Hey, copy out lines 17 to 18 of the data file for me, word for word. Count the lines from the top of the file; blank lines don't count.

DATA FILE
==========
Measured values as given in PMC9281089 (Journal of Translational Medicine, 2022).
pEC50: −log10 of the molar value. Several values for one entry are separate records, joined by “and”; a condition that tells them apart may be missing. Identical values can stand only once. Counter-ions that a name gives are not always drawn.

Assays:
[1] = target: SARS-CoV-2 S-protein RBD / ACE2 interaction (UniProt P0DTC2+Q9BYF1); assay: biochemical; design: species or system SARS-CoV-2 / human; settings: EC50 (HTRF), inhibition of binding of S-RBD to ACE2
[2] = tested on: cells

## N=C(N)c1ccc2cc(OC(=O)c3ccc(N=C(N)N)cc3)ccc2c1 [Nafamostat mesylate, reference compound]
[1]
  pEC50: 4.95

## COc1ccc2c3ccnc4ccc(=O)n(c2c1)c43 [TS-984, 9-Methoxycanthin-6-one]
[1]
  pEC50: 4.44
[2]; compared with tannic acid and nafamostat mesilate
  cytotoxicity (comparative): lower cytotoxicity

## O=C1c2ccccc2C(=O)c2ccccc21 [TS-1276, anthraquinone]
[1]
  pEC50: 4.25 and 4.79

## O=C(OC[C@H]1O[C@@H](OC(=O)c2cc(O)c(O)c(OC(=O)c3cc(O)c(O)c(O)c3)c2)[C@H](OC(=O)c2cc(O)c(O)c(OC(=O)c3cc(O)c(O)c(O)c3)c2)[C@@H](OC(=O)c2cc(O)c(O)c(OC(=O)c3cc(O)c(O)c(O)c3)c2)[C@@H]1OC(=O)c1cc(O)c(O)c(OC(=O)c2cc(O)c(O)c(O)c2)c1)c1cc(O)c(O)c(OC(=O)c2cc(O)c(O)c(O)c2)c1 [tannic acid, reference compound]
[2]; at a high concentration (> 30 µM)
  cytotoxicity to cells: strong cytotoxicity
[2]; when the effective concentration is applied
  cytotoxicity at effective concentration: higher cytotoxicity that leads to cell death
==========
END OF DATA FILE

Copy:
## O=C(OC[C@H]1O[C@@H](OC(=O)c2cc(O)c(O)c(OC(=O)c3cc(O)c(O)c(O)c3)c2)[C@H](OC(=O)c2cc(O)c(O)c(OC(=O)c3cc(O)c(O)c(O)c3)c2)[C@@H](OC(=O)c2cc(O)c(O)c(OC(=O)c3cc(O)c(O)c(O)c3)c2)[C@@H]1OC(=O)c1cc(O)c(O)c(OC(=O)c2cc(O)c(O)c(O)c2)c1)c1cc(O)c(O)c(OC(=O)c2cc(O)c(O)c(O)c2)c1 [tannic acid, reference compound]
[2]; at a high concentration (> 30 µM)